Yesterday, one of my favorite HR people in the entire galaxy tweeted a link to this article from the AP.
The AP reports that “the white woman who was widely condemned and fired after a videotaped dispute with a Black birdwatcher in Central Park filed a lawsuit against her former employer, accusing the company of not doing an investigation before her termination because of her race and gender.” Here is a copy of the lawsuit that the former employee filed in federal court.
Along with a link to the AP article, my friend tweeted, “would love to see some of my favorite employment lawyers weigh in on this one…. @jonhyman [Jon Hyman], @Eric_B_Meyer [this handsome devil], @Jonathan_HR_Law [Jonathan Segal], @k8bisch [Kate Bischoff] …. #Amy #HrCommunity.”
I’ll save my comments for the end. But, first, let’s see how the others weighed in:
No need to sugarcoat it, Jon 🤣😂.
We may have a trend…
Where’s my popcorn?
Three in a row! Yep, it is a trend.
Hey, who invited the FMLA nerd? (Just kidding, Jeff). Still, that must be my cue…
Focusing specifically on the discrimination claims, the woman does not appear to state any upon which a court may provide relief. First, she subjectively criticizes the quality of her former employer’s investigation into the events in Central Park, which is probably a losing argument. Indeed, she admits that her former employer did watch the video and interview her.
The second fundamental problem is something I addressed on the blog here a week or so ago. A plaintiff must allege facts sufficient to support an inference of discrimination — that is, that the defendant would have behaved differently toward an employee of a different race or gender.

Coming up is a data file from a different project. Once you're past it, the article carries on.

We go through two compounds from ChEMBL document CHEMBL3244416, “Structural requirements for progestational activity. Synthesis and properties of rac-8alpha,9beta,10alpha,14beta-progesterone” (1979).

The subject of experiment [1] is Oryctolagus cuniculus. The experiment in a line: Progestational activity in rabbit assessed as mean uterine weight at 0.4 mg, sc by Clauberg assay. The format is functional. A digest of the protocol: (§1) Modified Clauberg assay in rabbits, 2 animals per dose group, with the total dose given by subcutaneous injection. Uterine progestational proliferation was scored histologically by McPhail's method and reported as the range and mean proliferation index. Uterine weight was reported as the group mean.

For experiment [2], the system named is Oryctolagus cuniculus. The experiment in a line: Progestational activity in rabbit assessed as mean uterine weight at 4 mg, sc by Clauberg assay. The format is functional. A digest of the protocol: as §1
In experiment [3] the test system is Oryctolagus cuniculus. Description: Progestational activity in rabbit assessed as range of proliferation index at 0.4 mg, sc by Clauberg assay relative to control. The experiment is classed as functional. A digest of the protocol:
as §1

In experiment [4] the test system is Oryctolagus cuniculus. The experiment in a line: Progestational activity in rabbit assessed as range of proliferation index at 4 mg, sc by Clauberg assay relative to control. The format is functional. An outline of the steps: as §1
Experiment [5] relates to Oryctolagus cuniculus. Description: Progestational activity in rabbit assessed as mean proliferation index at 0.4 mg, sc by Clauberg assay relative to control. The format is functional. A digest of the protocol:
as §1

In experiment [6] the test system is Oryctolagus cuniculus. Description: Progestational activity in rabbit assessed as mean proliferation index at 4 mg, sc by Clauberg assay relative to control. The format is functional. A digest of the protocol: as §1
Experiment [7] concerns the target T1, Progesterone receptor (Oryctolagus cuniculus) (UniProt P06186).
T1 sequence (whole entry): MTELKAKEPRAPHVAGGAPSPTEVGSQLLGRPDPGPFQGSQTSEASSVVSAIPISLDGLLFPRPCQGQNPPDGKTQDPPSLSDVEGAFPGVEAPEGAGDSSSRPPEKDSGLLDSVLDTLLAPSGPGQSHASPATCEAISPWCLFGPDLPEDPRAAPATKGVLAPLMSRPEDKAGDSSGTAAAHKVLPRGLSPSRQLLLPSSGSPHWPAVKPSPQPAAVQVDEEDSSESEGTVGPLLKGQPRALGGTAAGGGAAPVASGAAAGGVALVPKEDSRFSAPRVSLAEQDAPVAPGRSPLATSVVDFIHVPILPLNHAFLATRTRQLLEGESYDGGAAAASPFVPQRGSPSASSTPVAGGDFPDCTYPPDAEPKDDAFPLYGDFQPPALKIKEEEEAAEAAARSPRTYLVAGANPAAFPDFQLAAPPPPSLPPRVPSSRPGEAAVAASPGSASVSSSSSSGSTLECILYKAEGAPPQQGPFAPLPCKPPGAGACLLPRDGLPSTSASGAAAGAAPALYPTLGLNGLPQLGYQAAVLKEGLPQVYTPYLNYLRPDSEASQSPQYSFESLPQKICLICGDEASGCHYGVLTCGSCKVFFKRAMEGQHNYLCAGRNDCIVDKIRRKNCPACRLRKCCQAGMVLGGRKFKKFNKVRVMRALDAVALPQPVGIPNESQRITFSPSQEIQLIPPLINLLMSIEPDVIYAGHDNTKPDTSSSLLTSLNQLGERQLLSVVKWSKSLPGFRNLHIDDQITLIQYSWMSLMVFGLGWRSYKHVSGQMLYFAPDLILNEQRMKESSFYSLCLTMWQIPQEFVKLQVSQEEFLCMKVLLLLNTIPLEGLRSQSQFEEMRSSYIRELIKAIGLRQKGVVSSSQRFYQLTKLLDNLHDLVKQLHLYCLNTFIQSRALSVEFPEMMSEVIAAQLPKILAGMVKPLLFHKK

In her complaint, the woman purports to compare herself to a man (she does not identify his race) who was a member of the company’s board of directors. She claims that her employer knew that this man was also a convicted felon who served previously two months in prison.
Let’s assume that this is true…so what? The plaintiff’s wonky comparison does indicate that her employer treats comparable men or African Americans differently. It’s not apples-to-apples:
- Portfolio Manager – versus – Board Member
- White – versus – race unknown
- Woman caught on video engaging in what the company felt was racist behavior – versus – man having completed a short jail sentence (and, presumably, rehabilitated) for something that didn’t involve race.
Here, it seems the employer discharged the woman for legitimate business reasons having nothing to do with her race or gender. And “Karen’s” rebuttal is nothing more than her say-so that her race and gender motivated the employer.
For the foregoing reasons, concurring with my esteemed colleagues, it is on this 28th day of May, 2021, hereby ORDERED that the claims of discrimination in plaintiff’s complaint are hecka-baseless.
Further blog star sayeth naught.